• Chile Ancho

So I’ll be making more today. Guess what everyone in the family’s getting for Christmas. 🙂

Written by Leisureguy

4 May 2007 at 8:14 am

Posted in Food

Another book?

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Some years back I wrote my senior essay on Mark Twain’s The Adventures of Huckleberry Finn, using the title “The Education of Huckleberry Finn.” It was good enough, but I couldn’t include all the aspects I wanted. For example, the whole Tom Sawyer : Huckleberry Finn :: Achilles : Odysseus, for example. Or the way that Tom Sawyer replicates Don Quixote (with Huck Finn as Sancho Panza?) in the raid on the Sunday School picnic.

And there’s quite a bit to chew over in The Adventures of Tom Sawyer, as well: some odd and intriguing Christian imagery and analogies.

So this morning I got to thinking about it. A fair amount of work, but…

Written by Leisureguy

4 May 2007 at 7:59 am

Posted in Books

Sophie finds a new spot

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Sophie’s new spot

Kitties seem to have favorite spots, and these favorites change over time. They also seem to be constantly on the lookout for a new spot. Sophie found a cozy little spot right there, under the desk. She looks slightly paranoid, but then, these days, who isn’t?

Written by Leisureguy

4 May 2007 at 7:54 am

Posted in Cats, Sophie

Nice site for Indian cooking

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Via Frugal Cuisine, this nice site.

Written by Leisureguy

4 May 2007 at 7:40 am

Posted in Food, Recipes & Cooking

Trafalgar — the T&H line, not the battle

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Truefitt & Hill has a thing for Nelson, I think. Today I used their Trafalgar shaving cream with a Simpsons Duke 3 Best Badger brush. I have to say that T&H produces a superb lather: thick, creamy, and wonderful on the beard—plus a fine fragrance.

I used the Merkur Hefty Classic (“HD”) with a new Israeli blade—three passes to perfect smoothness, no nicks or irritation. I wish I had some T&H Traflagar aftershave:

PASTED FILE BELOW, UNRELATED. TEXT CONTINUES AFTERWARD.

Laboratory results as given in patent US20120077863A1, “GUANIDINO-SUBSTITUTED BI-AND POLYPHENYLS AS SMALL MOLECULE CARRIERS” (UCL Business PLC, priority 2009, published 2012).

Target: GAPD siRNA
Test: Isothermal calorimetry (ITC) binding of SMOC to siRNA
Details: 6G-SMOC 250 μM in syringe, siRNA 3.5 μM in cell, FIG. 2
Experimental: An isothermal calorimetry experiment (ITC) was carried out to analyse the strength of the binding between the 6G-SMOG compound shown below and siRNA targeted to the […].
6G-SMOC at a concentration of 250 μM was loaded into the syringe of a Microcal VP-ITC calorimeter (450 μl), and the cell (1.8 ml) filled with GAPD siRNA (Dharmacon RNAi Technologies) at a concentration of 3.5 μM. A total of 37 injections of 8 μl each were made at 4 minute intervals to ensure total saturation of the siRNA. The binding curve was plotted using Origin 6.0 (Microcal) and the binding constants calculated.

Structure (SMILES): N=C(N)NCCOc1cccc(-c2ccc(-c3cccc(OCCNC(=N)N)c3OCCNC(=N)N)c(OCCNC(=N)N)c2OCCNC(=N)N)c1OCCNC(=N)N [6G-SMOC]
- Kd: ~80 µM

A captivating spicy wood fragrance that reveals its distinguished heritage with top notes of cedar and sandalwood complemented by subtle hints of jasmine and spice.

I got close, though, by using a tiny sample of their Trafalgar cologne as the aftershave.

Strange that more men don’t try traditional wet-shaving. Are they all in thrall to Gillette’s modern marketing?

Written by Leisureguy

4 May 2007 at 7:34 am

Posted in Shaving

Another Bush oddity

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From the NY Times:

In a two-page letter sent to the House speaker, Nancy Pelosi, and the Senate majority leader, Harry Reid, Mr. Bush said his veto threat would apply to any measures that “allow taxpayer dollars to be used for the destruction of human life.”

This is astounding. Apparently Bush is totally backing off on the war in Iraq—his veto of the spending bill was not, as people thought, because of the timeline for US withdrawal. No, it’s because he won’t accept any spending in Iraq because he’s determined not to “allow taxpayer dollars to be used for the destruction of human life.” Wow.

Oh, wait. He’s talking about stem-cell research. Oops. No. It’s about abortion. From the story:

Douglas Johnson, legislative director for National Right to Life, characterized the president’s message as “drawing a bright line.”

Bright, perhaps, but also extremely fuzzy.

Written by Leisureguy

4 May 2007 at 7:22 am

8,500 pet deaths and counting

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The FDA under Bush got seriously broken. It will require a Democratic president to fix it. The story so far:

Consumers have reported the deaths of as many as 8,500 dogs and cats as a result of tainted pet food, federal officials said Thursday.

In the two months since reports of a few pet deaths led to a massive U.S. pet food recall, the Food and Drug Administration said about half of the calls to its hot line were from owners of deceased cats and dogs.

Officials said the agency had not confirmed those reports but added that the numbers of allegations were likely to rise as it caught up with a backlog of calls reporting sick or dead animals.

The statistics came as the FDA tried to reassure consumers about the food supply for both pets and humans. The pet food recall was expanded, food safety agents were dispatched to U.S. food manufacturers for inspections and Chinese authorities reportedly detained the head of a Chinese company suspected of shipping contaminated wheat gluten to U.S. pet food suppliers.

Canada-based Menu Foods Income Fund, which first identified a health risk in its products in March, expanded its recall list Wednesday to include 3 million more cans and pouches of pet food. The new list, adding to the company’s previously announced recalls of more than 60 million cans and pouches, includes foods that may have been tainted by cross-contamination, Menu Foods said.

More at link.

Written by Leisureguy

4 May 2007 at 5:59 am